It’s not unusual that your cute, cuddly little child, who was once so willing to climb into your laps and share secrets with you suddenly, finds it hard to get along or relate to you.
Not to worry, raising kids can often be challenging at times – coupled with the fact that you are dealing with many other pressures like stress from your job. Yet, parenting remains one of the most fulfilling jobs in the world.
However, one of the reasons parenting can be challenging could be that you sometimes find it hard to relate to your child in a positive way.
Nevertheless, you should keep in mind that children don’t stay the same at all stages – they change physically, cognitively, emotionally and socially. What’s more, they may even want to see how far they can push limits set by parents.
As a parent, you need to know how to relate to your child in order to forge a successful relationship with your child by understanding their relational tendency.
Here, we’ve put together some awesome tips to help you relate to your child positively. So, whether you have a child or ten children, you will find these tips useful.
1. Play with your children.
Just because you are an adult doesn’t mean you can’t have fun with your kids or bring out your inner child and play with your kids.
As a parent, the best toy you can give your kids is to get down on the floor and play with them.
However, when playing with them, let them select their choice of activity and don’t you worry about rule – just go with the flow and have fun.
Since kids naturally love having their parent’s attention, this will help you understand your child’s interests, feelings and thoughts.
More importantly, it will help you develop a special bond with your children.
2. Be nice to your child.
No one has ever caught a sore from being nice to their children. Step down a little and physically go to your child’s level so you can look them in their eyes while kneeling or place them on your laps. It’s more like you immersing yourself in their little world.
3. Give appropriate praise.
Children deserve positive feedback when they do something supportive or good. Cheer them on with phrases like “good job” or give them a high-five. This will get them excited and give them a sense of accomplishment.
More so, it’s also a great way to reinforce good behaviour, so your child is more likely to keep up with the good character.
On the contrary, belittling remarks or comparing a child unfavourably with another will make the child feel worthless.
4. Learn to compromise
Learn to compromise with your kids like embracing their choice of hobbies or discuss what hobby you could both enjoy and have fun together.
Trust this; it’s really a great way to get to spend time together.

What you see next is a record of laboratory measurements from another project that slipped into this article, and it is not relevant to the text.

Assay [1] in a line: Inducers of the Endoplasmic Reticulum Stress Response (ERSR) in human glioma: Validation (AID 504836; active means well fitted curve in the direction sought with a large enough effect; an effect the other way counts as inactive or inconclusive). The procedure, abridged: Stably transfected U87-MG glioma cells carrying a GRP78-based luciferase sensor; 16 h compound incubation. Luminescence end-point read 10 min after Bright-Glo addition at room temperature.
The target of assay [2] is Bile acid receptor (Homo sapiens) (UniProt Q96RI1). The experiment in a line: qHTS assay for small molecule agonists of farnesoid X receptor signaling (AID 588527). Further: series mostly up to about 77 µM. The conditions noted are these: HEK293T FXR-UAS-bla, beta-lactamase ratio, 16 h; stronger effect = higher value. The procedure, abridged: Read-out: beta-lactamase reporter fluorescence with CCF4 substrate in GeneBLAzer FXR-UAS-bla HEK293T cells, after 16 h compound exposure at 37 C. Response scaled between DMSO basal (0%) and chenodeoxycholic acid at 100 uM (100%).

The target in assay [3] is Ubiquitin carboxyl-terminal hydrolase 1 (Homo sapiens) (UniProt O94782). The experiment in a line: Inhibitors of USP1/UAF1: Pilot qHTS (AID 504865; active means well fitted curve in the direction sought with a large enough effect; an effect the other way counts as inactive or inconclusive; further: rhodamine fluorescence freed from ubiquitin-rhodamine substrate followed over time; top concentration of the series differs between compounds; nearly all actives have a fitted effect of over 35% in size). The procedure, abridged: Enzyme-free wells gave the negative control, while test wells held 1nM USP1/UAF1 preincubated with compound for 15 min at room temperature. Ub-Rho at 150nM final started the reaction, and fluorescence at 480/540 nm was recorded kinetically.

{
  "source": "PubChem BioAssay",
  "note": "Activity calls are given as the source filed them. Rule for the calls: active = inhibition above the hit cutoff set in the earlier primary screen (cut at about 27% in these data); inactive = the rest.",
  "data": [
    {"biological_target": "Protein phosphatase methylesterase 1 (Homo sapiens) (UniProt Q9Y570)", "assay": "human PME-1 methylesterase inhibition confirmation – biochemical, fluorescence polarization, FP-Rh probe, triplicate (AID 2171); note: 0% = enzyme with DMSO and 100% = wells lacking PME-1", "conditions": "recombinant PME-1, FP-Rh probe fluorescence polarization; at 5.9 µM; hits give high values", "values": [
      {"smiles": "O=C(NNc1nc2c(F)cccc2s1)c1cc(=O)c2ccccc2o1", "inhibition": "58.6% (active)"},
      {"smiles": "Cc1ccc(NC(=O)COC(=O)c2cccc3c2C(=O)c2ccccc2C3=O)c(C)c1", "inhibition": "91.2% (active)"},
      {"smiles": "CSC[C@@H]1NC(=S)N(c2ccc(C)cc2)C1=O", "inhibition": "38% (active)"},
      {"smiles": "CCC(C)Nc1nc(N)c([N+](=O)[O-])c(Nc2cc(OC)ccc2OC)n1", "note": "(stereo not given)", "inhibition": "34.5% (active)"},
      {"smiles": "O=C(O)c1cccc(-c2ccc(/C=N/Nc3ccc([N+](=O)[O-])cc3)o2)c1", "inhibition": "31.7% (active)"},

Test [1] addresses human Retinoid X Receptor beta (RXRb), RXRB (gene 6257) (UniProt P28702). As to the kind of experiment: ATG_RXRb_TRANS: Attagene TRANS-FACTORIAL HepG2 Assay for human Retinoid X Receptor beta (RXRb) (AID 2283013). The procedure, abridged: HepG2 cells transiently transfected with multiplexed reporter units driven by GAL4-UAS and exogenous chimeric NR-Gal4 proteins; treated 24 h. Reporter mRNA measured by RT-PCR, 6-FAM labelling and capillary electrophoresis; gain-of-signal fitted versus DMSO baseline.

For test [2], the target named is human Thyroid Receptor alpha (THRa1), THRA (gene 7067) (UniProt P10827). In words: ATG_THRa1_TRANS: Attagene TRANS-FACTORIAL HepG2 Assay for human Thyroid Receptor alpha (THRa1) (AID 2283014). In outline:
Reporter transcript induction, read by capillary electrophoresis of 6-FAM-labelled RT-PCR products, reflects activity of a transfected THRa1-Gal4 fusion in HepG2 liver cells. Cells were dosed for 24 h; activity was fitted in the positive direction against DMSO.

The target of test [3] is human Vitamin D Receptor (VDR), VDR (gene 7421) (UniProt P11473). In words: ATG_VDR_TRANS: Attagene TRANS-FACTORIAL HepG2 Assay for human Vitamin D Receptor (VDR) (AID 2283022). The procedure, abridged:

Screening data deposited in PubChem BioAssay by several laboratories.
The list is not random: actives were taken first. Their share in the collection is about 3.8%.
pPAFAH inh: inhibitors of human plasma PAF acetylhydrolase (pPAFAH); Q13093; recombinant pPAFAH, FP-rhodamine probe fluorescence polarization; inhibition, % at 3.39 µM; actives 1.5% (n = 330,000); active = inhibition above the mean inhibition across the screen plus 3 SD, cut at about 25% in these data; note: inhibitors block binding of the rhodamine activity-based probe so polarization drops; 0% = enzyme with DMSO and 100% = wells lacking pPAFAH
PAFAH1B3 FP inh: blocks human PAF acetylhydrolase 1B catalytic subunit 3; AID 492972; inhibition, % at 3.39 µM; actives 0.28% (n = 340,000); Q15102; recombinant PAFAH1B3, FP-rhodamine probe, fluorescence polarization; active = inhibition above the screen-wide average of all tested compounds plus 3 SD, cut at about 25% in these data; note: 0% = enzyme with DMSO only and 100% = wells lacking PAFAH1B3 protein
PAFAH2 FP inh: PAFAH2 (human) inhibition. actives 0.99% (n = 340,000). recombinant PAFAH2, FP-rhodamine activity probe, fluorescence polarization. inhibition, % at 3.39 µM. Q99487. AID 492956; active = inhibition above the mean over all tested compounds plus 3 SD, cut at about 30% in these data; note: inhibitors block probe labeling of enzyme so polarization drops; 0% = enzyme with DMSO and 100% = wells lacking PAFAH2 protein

So always try to meet halfway and compromise when it comes to your kid’s interests.
5. Spend Time Together
Spend time together with your child and make a habit of doing things together.
You could do things like running to the store or taking a walk together – those moments are an opportunity to connect with what’s happening in each of your daily lives.
6. Accept that you’re different
Neither you nor your child should feel the need to change who you are in order to bond or get along with each other. Accept that you’re different and work with it.
Also, remember they say opposites attract, and this can also apply to the parent-child relationship. You both are who you are, so don’t feel like you have to change that.
7. Move on
Remember that children are usually quick to forgive you when you tell them; “I’m sorry”, so should you emulate them.
Nevertheless, try not to stress your point with long talks or explanations in the hope of winning your child to your ways of thinking – or relieving your own hurts.
8. Talk it out
Instead of nagging or yelling, talk to your children.
You can’t expect children to do everything simply because you as a parent “say so.” They want and deserve explanations as much as adults do.
If you don’t take time to explain, they will begin to wonder about your motives and whether they have any basis. Reason with your kids, allow them to understand and learn in a non-judgmental way.
Also, be open to your child’s suggestions as well. If there is a problem, express your feelings and invite your child to work on a solution with you.
Most power struggles revolve around whether a child will obey. If your child would rather do the washing than take out the thrash, remind yourself that he/she is contributing to getting the house chores done and that’s what matters.
After all, we are all more co-operative when we are allowed to do things in our own way.
10. Say No
If you do not feel up to doing something, say so. Children know when their parents feel boxed in and resentful. Listen when your children say no to because when their opinions are respected, they learn to stand up for what you and they believe in.
Above all, remember that the relationship you forge with your child will remain one of the most important bonds you’ll ever establish.
You’ll have a relationship with your children all through their lives, but the rules will change as they reach adulthood.